It makes sense that when we face a trial of any kind (relationships, finances, health, etc), we pray more earnestly, we read our Bible more searching scripture for direction and hope, and we let go of less important things like checking our social media accounts every hour.
But here’s my question: when we get the breakthrough, then what?
It’s so tempting to sit back and release a sigh of wow, I’m glad that’s over, and go back to the way things were before the breakthrough (praying less, reading less, giving in to the flesh more). But if we’re honest, aren’t those things what possibly opened the door for the trial in the first place?
Do you understand what I mean?
I know trials in this life are unavoidable, but I also know there is power in the name of Jesus, the blood of Jesus, and the spoken, declared word from a believer who understands their authority in Christ can put the devil on the run! So as one minister said: “It didn’t have to take that long, and it didn’t have to be that hard.” In other words, if we’d position ourselves better (taking nothing for granted), we can stay on top of the trials of life instead of the other way around.
Think about the story of the ten lepers:
Now it happened as Jesus went to Jerusalem that He passed through the midst of Samaria and Galilee. Then as He entered a certain village, there met Him ten men who were lepers, who stood afar off. And they lifted up their voices and said, “Jesus, Master, have mercy on us!”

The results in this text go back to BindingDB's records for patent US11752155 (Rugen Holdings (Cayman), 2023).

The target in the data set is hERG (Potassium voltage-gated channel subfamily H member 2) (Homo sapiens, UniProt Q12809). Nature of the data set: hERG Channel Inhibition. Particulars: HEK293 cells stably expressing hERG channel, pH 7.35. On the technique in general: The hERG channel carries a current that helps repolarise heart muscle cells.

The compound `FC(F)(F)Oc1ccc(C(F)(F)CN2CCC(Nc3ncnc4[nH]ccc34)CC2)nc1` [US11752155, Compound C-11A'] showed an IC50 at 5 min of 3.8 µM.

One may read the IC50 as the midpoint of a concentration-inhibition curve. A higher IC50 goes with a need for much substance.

So when He saw them, He said to them, “Go, show yourselves to the priests.”And so it was that as they went, they were cleansed.
And one of them, when he saw that he was healed, returned, and with a loud voice glorified God, and fell down on his face at His feet, giving Him thanks. And he was a Samaritan.
So Jesus answered and said, “Were there not ten cleansed? But where are the nine? Were there not any found who returned to give glory to God except this foreigner?” And He said to him, “Arise, go your way. Your faith has made you well.” (Luke 17:11-19)
There’s a lesson here for us: nine out of ten people will take their miracle and go on as before.
When you study out this story, you first have to note the surprise of Jesus that one who wasn’t trained to know God was the only one who came back to give Him thanks. And secondly, whereas the others were cleansed as they went, this one was made well. This word in the Greek means whole, restored to health, and saved. It’s the word sozo which is also used in scriptures like Ephesians 2:5, “Even when we were dead in trespasses, [God] made us alive together with Christ (by grace you have been saved [sozo]).”
We don’t know for sure what happened to the other nine lepers. But what we do know is that this one was SAVED, restored to full health, and made whole. The difference was that he took nothing for granted.
This is the heart I want too.
“Everything in the world is about to be wrapped up, so take nothing for granted. Stay wide-awake in prayer. Most of all, love each other as if your life depended on it…” (1 Peter 4:7-8, Message). And I’ll add: whatever you did to get you through the trial, don’t stop. Continue in prayer and thanks to God regularly. Prepare yourself with God’s Word before you ever need it. Like David said, “Your Word I have hidden in my heart, that I might not sin against You” (Psalm 119:11). And lastly, don’t just fill up on head knowledge. Apply God’s Word to your life. Let faith and love direct all your steps — especially toward the One who saved you in the first place.